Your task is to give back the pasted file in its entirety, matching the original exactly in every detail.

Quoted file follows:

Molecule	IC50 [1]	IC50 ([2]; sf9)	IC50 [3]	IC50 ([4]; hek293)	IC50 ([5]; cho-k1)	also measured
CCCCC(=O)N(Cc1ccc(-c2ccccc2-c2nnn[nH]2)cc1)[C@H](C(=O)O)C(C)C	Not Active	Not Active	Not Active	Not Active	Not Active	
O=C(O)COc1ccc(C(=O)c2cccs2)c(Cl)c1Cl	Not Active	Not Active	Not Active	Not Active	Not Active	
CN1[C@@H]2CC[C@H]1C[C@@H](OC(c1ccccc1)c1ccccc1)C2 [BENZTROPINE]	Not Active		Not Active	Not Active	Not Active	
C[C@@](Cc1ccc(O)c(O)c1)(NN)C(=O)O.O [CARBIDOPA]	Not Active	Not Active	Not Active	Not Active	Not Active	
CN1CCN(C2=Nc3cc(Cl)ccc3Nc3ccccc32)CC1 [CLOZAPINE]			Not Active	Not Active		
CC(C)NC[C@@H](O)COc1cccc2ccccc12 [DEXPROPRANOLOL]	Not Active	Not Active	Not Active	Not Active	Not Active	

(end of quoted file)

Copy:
Molecule	IC50 [1]	IC50 ([2]; sf9)	IC50 [3]	IC50 ([4]; hek293)	IC50 ([5]; cho-k1)	also measured
CCCCC(=O)N(Cc1ccc(-c2ccccc2-c2nnn[nH]2)cc1)[C@H](C(=O)O)C(C)C	Not Active	Not Active	Not Active	Not Active	Not Active	
O=C(O)COc1ccc(C(=O)c2cccs2)c(Cl)c1Cl	Not Active	Not Active	Not Active	Not Active	Not Active	
CN1[C@@H]2CC[C@H]1C[C@@H](OC(c1ccccc1)c1ccccc1)C2 [BENZTROPINE]	Not Active		Not Active	Not Active	Not Active	
C[C@@](Cc1ccc(O)c(O)c1)(NN)C(=O)O.O [CARBIDOPA]	Not Active	Not Active	Not Active	Not Active	Not Active	
CN1CCN(C2=Nc3cc(Cl)ccc3Nc3ccccc32)CC1 [CLOZAPINE]			Not Active	Not Active		
CC(C)NC[C@@H](O)COc1cccc2ccccc12 [DEXPROPRANOLOL]	Not Active	Not Active	Not Active	Not Active	Not Active	